Dictionary of National Biography, 1912 supplement/Rendel, George Wightwick

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1553391Dictionary of National Biography, 1912 supplement, Volume 3 — Rendel, George Wightwick1912W. F. Spear

RENDEL, GEORGE WIGHTWICK (1833–1902), civil engineer, was the second son in the family or four sons and three daughters of James Meadows Rendel [q. v.] by his wife Catherine Jane Harris. Born at Plymouth on 6 Feb. 1833, he was educated at Harrow. On leaving school he lived for three years with Sir William (afterwards Lord) Armstrong at Newcastle in order to study engineering. He subsequently received his final training as an engineer in his father's office. As an assistant to his father, he was engaged on the building of the superstructure of the large bridges on the East Indian railway across the Ganges and Jmnna at Allahabad. Like his younger brothers Stuart (afterwards Lord Rendel) and Hamilton Owen {d. 1902), George became in 1858 a partner in the firm of Sir William Armstrong & Co. at Elswick, and for twenty-four years, in conjunction with Sir Andrew Noble, he directed the ordnance works there.

During his twenty-four years at Elswick Rendel took a prominent part in the development of the construction and armament of ships of war, especially in the design of gun-mountings. To him is due the hydraulic system of mounting and working heavy guns, which was first tried in the fore-turret of H.M.S. Thunderer when she was re-armed before her completion in 1877. The experiment proved very successful, and about the same time the Temeraire was fitted with a special type of barbette mounting designed by Rendel. Another type was used in the Admiral class of battleships; and, with various improvements suggested by experience, his hydraulic system has been used for all the later warships of the British navy, as well as in some foreign navies. Rendel was one of the first (if not the first) in England to apply forced draught to war-vessels other than torpedo-boats, namely, in two cruisers built for the Chinese and one for the Japanese government in 1879. In 1881-2 he designed for the Chilian and Chinese governments a series of 1350-ton unarmoured 16-knot cruisers, carrying comparatively powerful armaments, protection being afforded by light steel decks and by coal-bunkers. Immediately afterwards he built for the Chilian navy the unarmoured protected cruiser Esmeralda (displacement 3000 tons, speed 18 knots per hour). He thus is responsible for the introduction into the navies of the world of the cruiser class, intermediate between armour-clad men-of-war and the wholly unprotected war vessel. He further designed the twin-screw gunboats of the Staunch class, most of which were built at the Armstrong yard, and numerous similar gunboats for the Chinese navy.

In 1871 Rendel was appointed by the British government a member of the committee on designs of ships of war; and he was also a member of the committee appointed in Aug. 1877 to consider questions relating to the design of the Inflexible.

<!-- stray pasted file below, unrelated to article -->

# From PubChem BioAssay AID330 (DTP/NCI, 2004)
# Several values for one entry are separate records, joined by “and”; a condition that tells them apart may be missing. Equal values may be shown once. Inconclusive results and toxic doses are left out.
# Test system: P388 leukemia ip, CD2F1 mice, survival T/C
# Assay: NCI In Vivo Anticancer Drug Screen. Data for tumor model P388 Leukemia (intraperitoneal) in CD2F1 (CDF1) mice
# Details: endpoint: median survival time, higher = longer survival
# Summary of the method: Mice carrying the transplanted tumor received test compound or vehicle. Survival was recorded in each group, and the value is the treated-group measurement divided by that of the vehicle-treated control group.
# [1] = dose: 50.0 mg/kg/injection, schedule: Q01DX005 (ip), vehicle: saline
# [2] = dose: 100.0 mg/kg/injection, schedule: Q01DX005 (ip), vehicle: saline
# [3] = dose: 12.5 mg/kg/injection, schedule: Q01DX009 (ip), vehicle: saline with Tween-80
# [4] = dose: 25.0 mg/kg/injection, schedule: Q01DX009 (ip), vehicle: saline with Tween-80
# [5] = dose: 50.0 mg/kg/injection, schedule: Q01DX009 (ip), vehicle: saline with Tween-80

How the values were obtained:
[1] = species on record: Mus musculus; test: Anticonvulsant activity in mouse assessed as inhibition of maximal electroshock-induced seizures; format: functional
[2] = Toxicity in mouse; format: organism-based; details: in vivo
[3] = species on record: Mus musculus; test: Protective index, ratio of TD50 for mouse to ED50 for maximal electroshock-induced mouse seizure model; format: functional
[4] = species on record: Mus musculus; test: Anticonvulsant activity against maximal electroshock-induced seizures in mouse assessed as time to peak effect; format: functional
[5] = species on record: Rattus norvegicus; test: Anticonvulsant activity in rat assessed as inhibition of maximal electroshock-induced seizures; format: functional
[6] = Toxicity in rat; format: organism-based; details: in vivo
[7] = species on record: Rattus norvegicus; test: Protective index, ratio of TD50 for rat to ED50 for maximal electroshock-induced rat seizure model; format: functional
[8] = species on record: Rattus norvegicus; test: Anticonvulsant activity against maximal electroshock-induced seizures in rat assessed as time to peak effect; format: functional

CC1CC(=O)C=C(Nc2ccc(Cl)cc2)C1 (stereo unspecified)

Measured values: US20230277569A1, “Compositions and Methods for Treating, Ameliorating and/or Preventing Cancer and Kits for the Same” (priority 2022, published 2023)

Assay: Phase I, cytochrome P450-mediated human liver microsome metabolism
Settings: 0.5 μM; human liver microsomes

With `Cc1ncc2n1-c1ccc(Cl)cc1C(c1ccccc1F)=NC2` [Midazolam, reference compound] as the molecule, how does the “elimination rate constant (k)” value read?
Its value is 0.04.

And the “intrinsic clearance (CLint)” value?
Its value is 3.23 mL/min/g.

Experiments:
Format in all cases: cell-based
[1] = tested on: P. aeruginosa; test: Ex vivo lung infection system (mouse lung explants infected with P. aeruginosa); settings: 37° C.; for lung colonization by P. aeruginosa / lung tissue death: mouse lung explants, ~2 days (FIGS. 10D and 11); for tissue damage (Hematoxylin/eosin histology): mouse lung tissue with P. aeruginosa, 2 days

Rendel was elected a member of the Institution of Naval Architects in 1879, and became vice-president of that society in 1882. He was elected a member of the Institution of Civil Engineers in 1863, and in 1874 he contributed to its ’Proceedings' (xxxviii. 85) a paper on 'Gun-Carriages and Mechanical Appliances for working Heavy Ordnance,' for which he was awarded a Watt medal and Telford premium.

In March 1882 Rendel left the Armstrong firm to become an extra professional civil lord of the admiralty, while Lord Northbrook was first lord. The post was a new one, and the admission of 'a practical man of science' to the admiralty board was generally commended. Rendel resigned the office when Lord Northbrook retired in July 1885, owing to ill-health. In 1887 he rejoined the Armstrong firm. He and Admiral Count Albini became the managing directors in Italy of the Armstrong Pozzuoli Company, and Rendel took up his residence at Posilippo, near Naples. In the winter of 1887 he vainly offered his house there to the Emperor Frederick, who, then stricken by fatal illness, was recommended to try the air of South Italy. The recommendation, which came too late, brought Rendel the close friendship of the Empress, which lasted till her death. At Naples, too, Rendel formed a cordial intimacy with Lord Rosebery.

While he lacked the commercial instinct and had no great gift as an organiser, Rendel combined lucidity of intellect and general sagacity with an exceptionally fertile faculty of invention. He received the Spanish order of Carlos III in 1871, and the order of the Cross of Italy in 1876. He died at Sandown, Isle of Wight, on 9 Oct. 1902, and by his widow's wish, although he was not a member of the Roman catholic church, was buried at Kensal Green Roman catholic cemetery.

He was twice married: (1) on 13 Dec. 1859, at Brighton, to Harriet (1837-1877), third daughter of Joseph Simpson, British vice-consul at Cronstadt; by her he had five sons; (2) on 17 March 1880, at Rome, to Licinia, daughter of Giuseppe Pinelli of Rome, and had issue three sons and a daughter.

A portrait painted by H. Hudson and a bust by Mr. Alfred Gilbert are in the widow's possession. Lord Rendel owns a replica of the bust.

[Men of the Time, 1899; Minutes of Proc. Inst. Civ. Eng. cli. 421; Trans. Inst. Naval Arch. xlv. 332; Engineering, 17 Oct. 1902; information from Lord Rendel.]

W. F. S.